Contrary Thoughts

January 3rd, 2006 · No Comments
by Booksquare

Now far be it for us to suggest that a clearly scientific project lead to the wrong conclusions, but, well, we’d like to make a small case for subjectivity. Recently, in the name of Needing Something To Do, The Sunday Times sent opening chapters of V.S. Naipaul’s In a Free State and Stanley Middleton’s Holiday to a group of editors and agents.

These timeless classics of great authors (or something like that) were rejected.

The exercise by The Sunday Times draws attention to concerns that the industry has become incapable of spotting genuine literary talent.

While our first tendency is draw comfort from having our worst suspicions confirmed, there is a stronger tendency to explore the idea that while Naipaul and Middleton are fine authors, they do not appeal to every reader. Thus, when it comes to make business decisions (and one must recall that representing or publishing books is indeed a business decision), different criteria are used to judge work. The authors naturally take the high road:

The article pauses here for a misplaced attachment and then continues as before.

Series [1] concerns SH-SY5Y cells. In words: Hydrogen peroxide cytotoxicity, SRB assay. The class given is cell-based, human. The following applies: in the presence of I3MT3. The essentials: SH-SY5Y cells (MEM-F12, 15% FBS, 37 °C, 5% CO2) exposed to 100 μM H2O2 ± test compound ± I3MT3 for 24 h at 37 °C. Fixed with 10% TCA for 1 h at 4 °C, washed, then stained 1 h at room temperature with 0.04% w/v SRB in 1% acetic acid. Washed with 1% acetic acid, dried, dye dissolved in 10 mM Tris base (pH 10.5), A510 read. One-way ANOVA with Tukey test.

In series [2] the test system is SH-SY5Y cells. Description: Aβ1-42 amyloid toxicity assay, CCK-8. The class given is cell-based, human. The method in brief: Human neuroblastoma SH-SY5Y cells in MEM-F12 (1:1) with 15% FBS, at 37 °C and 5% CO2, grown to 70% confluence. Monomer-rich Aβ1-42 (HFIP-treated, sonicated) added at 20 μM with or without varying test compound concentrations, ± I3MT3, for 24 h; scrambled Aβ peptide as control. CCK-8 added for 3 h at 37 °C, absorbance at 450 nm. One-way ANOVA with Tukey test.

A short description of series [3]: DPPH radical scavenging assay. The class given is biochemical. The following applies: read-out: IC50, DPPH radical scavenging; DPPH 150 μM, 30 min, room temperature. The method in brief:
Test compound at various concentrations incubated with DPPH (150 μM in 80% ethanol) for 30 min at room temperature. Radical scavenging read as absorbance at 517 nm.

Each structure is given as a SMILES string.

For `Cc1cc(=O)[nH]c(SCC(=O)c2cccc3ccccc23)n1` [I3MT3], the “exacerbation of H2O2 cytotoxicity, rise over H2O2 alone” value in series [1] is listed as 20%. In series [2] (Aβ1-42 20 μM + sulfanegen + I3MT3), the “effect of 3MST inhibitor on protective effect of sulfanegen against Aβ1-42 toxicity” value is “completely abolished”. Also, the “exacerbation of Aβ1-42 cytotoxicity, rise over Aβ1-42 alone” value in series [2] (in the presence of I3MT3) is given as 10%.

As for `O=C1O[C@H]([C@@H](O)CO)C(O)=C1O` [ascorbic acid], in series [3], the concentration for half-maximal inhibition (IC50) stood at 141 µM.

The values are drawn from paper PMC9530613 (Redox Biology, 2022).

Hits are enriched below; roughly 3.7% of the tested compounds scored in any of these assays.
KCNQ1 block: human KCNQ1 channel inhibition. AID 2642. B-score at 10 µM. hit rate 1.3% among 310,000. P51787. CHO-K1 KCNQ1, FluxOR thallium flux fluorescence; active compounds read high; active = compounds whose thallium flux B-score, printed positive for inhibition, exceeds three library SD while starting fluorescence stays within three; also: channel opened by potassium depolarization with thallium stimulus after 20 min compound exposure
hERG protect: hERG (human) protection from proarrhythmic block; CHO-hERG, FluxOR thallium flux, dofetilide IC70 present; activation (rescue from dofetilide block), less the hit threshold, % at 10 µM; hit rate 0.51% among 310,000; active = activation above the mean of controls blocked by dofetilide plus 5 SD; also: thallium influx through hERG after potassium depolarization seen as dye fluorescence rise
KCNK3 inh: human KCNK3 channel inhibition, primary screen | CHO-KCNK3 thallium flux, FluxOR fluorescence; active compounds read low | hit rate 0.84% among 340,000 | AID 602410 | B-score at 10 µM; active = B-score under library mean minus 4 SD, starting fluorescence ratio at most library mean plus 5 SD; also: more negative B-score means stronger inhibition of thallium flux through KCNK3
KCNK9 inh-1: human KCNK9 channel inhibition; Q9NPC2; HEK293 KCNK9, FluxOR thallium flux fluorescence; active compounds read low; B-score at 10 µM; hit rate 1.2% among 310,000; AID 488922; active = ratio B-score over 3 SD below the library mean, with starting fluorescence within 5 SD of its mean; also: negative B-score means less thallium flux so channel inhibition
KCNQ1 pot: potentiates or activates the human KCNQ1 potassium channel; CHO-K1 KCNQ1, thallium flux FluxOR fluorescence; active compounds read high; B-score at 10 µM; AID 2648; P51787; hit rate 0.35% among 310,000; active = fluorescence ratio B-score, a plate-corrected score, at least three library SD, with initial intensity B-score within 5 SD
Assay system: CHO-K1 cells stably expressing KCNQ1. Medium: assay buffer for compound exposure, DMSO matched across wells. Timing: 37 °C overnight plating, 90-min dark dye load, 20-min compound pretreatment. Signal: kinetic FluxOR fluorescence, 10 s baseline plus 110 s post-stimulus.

Middleton, 86, whose books have a devoted following, wasn’t surprised. “People don’t seem to know what a good novel is nowadays,” he said. Naipaul, 73, said the “world had moved on” since he wrote the novel. He added: “To see that something is well written and appetisingly written takes a lot of talent and there is not a great deal of that around.”

“With all the other forms of entertainment today there are very few people around who would understand what a good paragraph is.”

We would beg to differ — we know people who go into raptures over good paragraphs.

File Under: The Business of Publishing